If I have a 120V @ 50Hz AC heater rated at 750W, and I run it using 120V DC, will the DC heat it faster, and why? (Assuming I could get a clean 120V DC power source).
When you say 120V @ 50Hz AC you are implicitly saying 120Vrms.
The RMS voltage is qualitatively defined as the voltage which will give the same resistive heating (averaged out over time) as a DC voltage of the same number. Therefore, by the definition of RMS, the heating will be the same because the RMS voltages are the same.
If you said 120Vpeak or something different, then things would be different.
This is in reference to a heater modeled only as a resistor. No extra real-world components like motors for fans.
No, because 120V RMS is the AC voltage that produces the same heat as 120 VDC. Theoretically it should be no difference at all.
For heating, the only thing that matters is active power. If the load is a resistor, active power is \$ V^2/R \$ with V being the RMS voltage.
The RMS value of 120V DC is 120V RMS, which will give the same active power in a resistor than 120V AC RMS.
AC power will be pulsed, but a 750W resistor will have enough thermal mass to smooth it out, so there is no difference.
On a purely theoretical level, the resistor should get to working temperature a (really) tiny bit faster with DC power. The reason is the Stefan–Boltzmann law which state that the radiative output is proportional to the fourth power of the temperature.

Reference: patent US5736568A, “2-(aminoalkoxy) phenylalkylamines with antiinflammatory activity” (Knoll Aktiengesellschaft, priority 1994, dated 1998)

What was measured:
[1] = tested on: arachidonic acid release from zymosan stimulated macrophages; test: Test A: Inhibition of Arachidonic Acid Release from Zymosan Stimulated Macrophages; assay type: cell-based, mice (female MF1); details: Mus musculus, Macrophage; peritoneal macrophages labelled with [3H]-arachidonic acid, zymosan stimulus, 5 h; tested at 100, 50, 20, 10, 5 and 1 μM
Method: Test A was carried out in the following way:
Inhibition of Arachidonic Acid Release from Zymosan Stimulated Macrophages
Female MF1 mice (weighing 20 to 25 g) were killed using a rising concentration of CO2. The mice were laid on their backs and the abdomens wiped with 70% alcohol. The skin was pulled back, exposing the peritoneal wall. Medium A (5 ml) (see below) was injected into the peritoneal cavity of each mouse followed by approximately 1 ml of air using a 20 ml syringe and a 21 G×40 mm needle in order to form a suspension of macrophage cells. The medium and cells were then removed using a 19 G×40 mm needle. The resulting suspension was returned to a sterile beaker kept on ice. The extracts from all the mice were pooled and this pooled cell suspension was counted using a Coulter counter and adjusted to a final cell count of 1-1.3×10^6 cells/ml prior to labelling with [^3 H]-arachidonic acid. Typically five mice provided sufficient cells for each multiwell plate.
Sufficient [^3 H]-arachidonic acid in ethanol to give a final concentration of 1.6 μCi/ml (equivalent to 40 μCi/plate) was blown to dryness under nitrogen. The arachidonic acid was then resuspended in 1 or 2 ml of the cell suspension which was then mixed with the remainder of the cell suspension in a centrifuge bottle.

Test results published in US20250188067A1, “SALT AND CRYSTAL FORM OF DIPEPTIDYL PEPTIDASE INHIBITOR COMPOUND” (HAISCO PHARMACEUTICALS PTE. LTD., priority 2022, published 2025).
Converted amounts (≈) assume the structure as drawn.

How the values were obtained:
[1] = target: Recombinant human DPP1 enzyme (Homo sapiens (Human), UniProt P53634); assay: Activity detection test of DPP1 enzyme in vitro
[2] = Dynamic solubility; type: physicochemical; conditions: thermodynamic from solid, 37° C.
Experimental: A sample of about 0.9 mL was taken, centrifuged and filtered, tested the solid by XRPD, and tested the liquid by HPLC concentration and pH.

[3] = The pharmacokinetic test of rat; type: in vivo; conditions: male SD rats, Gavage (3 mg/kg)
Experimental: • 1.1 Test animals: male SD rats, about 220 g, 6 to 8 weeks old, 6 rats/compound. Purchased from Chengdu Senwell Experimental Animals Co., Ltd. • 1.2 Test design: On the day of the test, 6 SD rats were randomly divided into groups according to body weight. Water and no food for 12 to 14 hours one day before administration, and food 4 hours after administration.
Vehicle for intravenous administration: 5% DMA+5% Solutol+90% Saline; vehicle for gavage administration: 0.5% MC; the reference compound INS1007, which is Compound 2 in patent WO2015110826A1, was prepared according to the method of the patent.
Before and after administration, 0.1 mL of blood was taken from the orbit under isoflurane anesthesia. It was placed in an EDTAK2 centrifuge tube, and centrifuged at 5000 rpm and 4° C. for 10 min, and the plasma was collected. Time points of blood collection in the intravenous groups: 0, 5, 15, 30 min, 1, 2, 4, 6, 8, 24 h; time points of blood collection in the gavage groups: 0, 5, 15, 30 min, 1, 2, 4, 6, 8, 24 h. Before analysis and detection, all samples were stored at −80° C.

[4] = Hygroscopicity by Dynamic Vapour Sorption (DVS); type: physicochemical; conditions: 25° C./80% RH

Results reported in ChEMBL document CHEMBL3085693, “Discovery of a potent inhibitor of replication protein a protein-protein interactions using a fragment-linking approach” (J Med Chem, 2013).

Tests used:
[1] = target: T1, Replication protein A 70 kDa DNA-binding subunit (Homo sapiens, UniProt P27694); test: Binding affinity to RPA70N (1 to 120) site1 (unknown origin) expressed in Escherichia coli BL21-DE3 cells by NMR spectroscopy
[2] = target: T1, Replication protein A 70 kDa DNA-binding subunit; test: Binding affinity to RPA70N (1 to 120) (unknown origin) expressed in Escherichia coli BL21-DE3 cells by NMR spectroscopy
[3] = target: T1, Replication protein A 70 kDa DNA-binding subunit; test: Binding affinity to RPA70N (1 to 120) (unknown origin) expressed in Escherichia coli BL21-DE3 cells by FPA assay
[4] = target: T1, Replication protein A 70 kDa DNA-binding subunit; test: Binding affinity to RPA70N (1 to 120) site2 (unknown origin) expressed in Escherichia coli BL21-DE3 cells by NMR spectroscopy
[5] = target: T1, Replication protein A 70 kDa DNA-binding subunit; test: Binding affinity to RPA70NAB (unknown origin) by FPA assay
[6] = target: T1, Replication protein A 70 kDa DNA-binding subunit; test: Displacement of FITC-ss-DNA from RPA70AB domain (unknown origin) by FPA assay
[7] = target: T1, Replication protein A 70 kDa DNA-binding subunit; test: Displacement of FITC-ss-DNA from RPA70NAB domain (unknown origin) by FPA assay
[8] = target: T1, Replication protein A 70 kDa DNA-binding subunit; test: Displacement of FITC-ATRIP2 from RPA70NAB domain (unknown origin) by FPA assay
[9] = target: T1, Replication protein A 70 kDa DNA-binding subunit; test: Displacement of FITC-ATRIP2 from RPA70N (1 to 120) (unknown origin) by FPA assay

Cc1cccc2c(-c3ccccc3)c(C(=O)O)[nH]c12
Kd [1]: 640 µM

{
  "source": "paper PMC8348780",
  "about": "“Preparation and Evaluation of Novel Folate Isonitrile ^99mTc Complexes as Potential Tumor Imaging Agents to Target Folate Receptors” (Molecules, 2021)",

During the beginning of the heating phase, during the power peak of the AC current, the resistor will get hotter than it's DC counterpart at the same time. But it will loose much more energy during the "low power" part of the AC cycle. Fourth power is a really step function.
The effect will be really small, because the ripple in the temperature will be microscopic 1/100th of second is infinitesimally small compared to the time constant of the resistor (typically 10th of seconds), but that doesn't means that it doesn't exist.
But... this is only about the temperature of the resistor itself. In fact, the thermal energy dissipated in the room during the heating time will be higher. Two reason to this :
The first one is that, as stated earlier, instantaneous power dissipation will be higher on average.
The second is that real resistors are not perfect and generally act as Negative Temperature Coefficient resistors. So, by being slightly cooler, the AC one will have lower resistance and drain more current, so more power.
But keep in mind that this calculation is purely theoretical and that in real live, even with perfectly equivalent power source, the effect will certainly not be measurable.